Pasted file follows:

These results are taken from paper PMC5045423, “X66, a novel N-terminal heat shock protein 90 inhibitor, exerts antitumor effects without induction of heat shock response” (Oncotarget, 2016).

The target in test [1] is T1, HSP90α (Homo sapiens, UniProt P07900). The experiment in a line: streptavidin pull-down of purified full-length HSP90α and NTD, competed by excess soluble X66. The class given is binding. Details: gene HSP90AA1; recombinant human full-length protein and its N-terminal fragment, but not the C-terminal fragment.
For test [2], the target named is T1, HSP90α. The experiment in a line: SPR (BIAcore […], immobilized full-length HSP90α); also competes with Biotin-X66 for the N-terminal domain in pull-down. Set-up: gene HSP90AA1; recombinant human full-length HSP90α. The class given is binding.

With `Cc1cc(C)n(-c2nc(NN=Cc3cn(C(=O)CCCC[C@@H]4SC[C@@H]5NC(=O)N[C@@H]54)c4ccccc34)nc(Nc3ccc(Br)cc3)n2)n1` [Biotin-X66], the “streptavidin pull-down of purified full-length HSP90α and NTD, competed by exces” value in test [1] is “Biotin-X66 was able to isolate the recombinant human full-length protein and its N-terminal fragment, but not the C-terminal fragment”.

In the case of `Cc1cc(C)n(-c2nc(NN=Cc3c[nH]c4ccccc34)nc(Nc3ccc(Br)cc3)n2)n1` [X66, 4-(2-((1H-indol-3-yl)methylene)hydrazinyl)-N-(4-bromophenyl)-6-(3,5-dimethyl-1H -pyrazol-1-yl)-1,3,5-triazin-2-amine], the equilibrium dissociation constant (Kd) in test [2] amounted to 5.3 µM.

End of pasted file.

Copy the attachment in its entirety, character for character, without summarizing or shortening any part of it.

These results are taken from paper PMC5045423, “X66, a novel N-terminal heat shock protein 90 inhibitor, exerts antitumor effects without induction of heat shock response” (Oncotarget, 2016).

The target in test [1] is T1, HSP90α (Homo sapiens, UniProt P07900). The experiment in a line: streptavidin pull-down of purified full-length HSP90α and NTD, competed by excess soluble X66. The class given is binding. Details: gene HSP90AA1; recombinant human full-length protein and its N-terminal fragment, but not the C-terminal fragment.
For test [2], the target named is T1, HSP90α. The experiment in a line: SPR (BIAcore […], immobilized full-length HSP90α); also competes with Biotin-X66 for the N-terminal domain in pull-down. Set-up: gene HSP90AA1; recombinant human full-length HSP90α. The class given is binding.

With `Cc1cc(C)n(-c2nc(NN=Cc3cn(C(=O)CCCC[C@@H]4SC[C@@H]5NC(=O)N[C@@H]54)c4ccccc34)nc(Nc3ccc(Br)cc3)n2)n1` [Biotin-X66], the “streptavidin pull-down of purified full-length HSP90α and NTD, competed by exces” value in test [1] is “Biotin-X66 was able to isolate the recombinant human full-length protein and its N-terminal fragment, but not the C-terminal fragment”.

In the case of `Cc1cc(C)n(-c2nc(NN=Cc3c[nH]c4ccccc34)nc(Nc3ccc(Br)cc3)n2)n1` [X66, 4-(2-((1H-indol-3-yl)methylene)hydrazinyl)-N-(4-bromophenyl)-6-(3,5-dimethyl-1H -pyrazol-1-yl)-1,3,5-triazin-2-amine], the equilibrium dissociation constant (Kd) in test [2] amounted to 5.3 µM.